Cardiac valvular abnormalities associated with use and cumulative exposure of cabergoline for hyperprolactinemia: the CATCH study

Amer Budayr, Thida C Tan, Joan C Lo, Jonathan G Zaroff, Grace H Tabada, Jingrong Yang, Alan S Go
BMC Endocrine Disorders 2020 February 19, 20 (1): 25

BACKGROUND: Whether lower dose cabergoline therapy for hyperprolactinemia increases risk of valvular dysfunction remains controversial. We examined valvular abnormalities among asymptomatic adults with hyperprolactinemia treated with dopamine agonists.

METHODS: This cross-sectional study was conducted among adults receiving cabergoline or bromocriptine for > 12 months for hyperprolactinemia and had no cardiac-related symptoms. Cardiac valve morphology and function were assessed from transthoracic echocardiograms at the study visit (except for two participants) with evaluation performed blinded to type and duration of dopamine agonist received.

RESULTS: Among 174 participants (mean age 49 ± 13 years, 63% women) without known structural heart disease before starting therapy, 62 received only cabergoline, 63 received only bromocriptine, and 49 received both. Median cabergoline use was 2.8 years in cabergoline only users and 3.2 years for those exposed to both cabergoline and bromocriptine; median bromocriptine use was 5.5 years in bromocriptine only users and 1.1 years for those exposed to both cabergoline and bromocriptine. Compared with bromocriptine only users (17.5%), regurgitation of ≥1 valve was more common for cabergoline only (37.1%, P = 0.02) but not for combined exposure (26.5%, P = 0.26). Compared with bromocriptine only exposure (1.6%), regurgitation of ≥2 valves was more common for cabergoline only (11.3%, P = 0.03) and combined exposure (12.2%, P = 0.04). Cabergoline only users had higher age-sex-adjusted odds for ≥1 valve with grade 2+ regurgitation compared to bromocriptine only users (adjusted odds ratio [aOR] 3.2, 95% confidence interval [CI]:1.3-7.5, P = 0.008), but the association for combined exposure to cabergoline and bromocriptine was not significant (aOR 1.7, 95%CI:0.7-4.3, P = 0.26). Compared to bromocriptine only, age-sex-adjusted odds of ≥2 valves with grade 2+ regurgitation were higher for both cabergoline only (aOR 8.4, 95% CI:1.0-72.2, P = 0.05) and combined exposure (aOR 8.8, 95% CI:1.0-75.8, P = 0.05). Cumulative cabergoline exposure > 115 mg was associated with a higher age-sex adjusted odds of ≥2 valves with grade 2+ regurgitation (aOR 9.6, 95%CI:1.1-81.3, P = 0.04) compared to bromocriptine only.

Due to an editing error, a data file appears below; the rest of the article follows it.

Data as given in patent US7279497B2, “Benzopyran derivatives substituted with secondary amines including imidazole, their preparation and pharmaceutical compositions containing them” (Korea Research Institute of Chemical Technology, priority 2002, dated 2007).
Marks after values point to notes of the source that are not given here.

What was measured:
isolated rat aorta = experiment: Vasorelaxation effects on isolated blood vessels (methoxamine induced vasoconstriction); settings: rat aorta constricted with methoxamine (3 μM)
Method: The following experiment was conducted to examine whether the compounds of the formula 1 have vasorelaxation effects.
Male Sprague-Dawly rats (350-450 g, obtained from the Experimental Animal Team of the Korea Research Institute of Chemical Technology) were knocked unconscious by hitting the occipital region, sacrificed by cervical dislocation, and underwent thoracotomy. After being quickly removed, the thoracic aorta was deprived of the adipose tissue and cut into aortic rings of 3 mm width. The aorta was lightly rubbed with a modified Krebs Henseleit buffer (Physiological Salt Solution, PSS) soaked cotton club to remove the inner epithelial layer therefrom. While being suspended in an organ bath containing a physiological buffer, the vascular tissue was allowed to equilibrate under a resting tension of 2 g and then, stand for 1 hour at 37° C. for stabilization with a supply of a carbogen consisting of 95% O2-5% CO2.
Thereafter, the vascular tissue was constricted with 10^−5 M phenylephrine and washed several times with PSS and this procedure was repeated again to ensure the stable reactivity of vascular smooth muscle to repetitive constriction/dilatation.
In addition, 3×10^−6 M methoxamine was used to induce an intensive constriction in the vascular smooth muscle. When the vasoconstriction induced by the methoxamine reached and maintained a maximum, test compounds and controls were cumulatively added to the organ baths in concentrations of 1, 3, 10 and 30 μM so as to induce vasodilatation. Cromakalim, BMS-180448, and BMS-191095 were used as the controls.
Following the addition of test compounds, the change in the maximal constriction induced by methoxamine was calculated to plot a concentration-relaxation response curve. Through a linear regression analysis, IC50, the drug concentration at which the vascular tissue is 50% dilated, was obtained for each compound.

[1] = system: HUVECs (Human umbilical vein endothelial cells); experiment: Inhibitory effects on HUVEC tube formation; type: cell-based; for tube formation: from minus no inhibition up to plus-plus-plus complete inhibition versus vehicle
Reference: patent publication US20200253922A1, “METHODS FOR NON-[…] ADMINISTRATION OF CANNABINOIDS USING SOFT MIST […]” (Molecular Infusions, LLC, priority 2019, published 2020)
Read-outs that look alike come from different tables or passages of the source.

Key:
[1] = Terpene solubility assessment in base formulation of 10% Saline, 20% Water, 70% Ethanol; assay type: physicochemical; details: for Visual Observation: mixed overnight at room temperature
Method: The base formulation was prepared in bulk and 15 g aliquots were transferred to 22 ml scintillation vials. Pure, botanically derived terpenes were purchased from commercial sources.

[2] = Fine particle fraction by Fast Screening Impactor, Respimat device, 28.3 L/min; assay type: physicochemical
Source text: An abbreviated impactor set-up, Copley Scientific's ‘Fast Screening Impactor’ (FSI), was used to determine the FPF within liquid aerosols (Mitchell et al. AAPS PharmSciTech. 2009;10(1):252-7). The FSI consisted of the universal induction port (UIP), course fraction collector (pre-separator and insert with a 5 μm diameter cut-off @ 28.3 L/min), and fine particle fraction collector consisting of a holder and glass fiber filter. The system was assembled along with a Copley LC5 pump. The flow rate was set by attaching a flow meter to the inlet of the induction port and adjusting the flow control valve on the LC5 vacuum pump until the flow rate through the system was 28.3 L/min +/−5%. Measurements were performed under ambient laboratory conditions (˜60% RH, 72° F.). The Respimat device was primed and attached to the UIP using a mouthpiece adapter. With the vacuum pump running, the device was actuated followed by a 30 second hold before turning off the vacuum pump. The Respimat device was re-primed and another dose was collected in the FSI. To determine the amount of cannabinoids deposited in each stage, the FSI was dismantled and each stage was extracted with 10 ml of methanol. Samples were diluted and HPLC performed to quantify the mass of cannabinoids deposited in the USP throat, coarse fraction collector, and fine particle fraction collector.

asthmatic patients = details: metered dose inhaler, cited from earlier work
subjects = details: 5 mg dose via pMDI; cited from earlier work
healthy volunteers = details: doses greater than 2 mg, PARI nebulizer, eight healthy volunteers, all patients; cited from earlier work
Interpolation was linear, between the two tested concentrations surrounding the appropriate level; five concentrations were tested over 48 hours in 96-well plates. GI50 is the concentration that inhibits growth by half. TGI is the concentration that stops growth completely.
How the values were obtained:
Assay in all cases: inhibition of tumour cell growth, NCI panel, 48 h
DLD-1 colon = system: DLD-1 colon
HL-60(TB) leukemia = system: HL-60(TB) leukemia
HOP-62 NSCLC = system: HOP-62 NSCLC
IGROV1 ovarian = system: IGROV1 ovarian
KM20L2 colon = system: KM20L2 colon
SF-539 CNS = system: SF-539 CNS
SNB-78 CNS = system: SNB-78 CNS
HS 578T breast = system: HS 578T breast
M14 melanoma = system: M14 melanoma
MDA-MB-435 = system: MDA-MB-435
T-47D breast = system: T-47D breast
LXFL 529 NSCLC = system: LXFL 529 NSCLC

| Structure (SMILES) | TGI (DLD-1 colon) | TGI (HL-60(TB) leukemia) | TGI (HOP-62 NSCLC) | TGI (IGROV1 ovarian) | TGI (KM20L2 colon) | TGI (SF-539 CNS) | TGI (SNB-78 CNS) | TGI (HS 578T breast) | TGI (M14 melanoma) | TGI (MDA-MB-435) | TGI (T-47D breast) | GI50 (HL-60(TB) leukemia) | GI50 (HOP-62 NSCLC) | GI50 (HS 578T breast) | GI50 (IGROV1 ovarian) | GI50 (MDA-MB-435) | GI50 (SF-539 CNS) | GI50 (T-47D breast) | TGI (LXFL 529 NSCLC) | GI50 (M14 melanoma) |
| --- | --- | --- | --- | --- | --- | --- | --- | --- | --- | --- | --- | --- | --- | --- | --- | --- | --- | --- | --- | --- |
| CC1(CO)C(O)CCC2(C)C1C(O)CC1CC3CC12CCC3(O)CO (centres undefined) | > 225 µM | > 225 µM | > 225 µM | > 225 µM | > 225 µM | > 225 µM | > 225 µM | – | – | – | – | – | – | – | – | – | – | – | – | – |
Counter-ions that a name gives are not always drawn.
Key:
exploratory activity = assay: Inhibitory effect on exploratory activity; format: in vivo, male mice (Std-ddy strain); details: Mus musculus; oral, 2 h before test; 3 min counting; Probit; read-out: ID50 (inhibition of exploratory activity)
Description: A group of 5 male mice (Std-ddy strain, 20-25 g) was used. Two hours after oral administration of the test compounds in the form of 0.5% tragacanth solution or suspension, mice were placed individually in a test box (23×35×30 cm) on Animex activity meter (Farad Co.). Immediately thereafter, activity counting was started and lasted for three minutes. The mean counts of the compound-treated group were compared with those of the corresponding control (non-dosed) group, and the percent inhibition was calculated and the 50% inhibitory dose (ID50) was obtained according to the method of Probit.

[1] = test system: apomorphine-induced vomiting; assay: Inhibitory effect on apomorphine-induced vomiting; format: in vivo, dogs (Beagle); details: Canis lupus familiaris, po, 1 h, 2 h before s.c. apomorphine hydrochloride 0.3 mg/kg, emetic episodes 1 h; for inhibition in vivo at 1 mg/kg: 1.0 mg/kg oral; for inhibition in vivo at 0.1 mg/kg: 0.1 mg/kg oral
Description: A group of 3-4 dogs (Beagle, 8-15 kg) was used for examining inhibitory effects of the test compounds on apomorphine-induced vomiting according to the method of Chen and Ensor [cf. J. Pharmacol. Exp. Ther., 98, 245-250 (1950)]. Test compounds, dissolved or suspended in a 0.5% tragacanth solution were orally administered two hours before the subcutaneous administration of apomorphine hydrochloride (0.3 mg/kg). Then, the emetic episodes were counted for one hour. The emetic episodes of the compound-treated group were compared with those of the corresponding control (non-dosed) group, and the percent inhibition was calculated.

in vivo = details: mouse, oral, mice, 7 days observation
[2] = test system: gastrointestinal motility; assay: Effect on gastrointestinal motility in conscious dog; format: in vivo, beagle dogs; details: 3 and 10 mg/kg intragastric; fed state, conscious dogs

CONCLUSIONS: Among community-based adults treated for hyperprolactinemia, cabergoline use and greater cumulative cabergoline exposure were associated with a higher prevalence of primarily mild valvular regurgitation compared with bromocriptine. Research is needed to clarify which patients treated with dopamine agonists may benefit from echocardiographic screening and surveillance.

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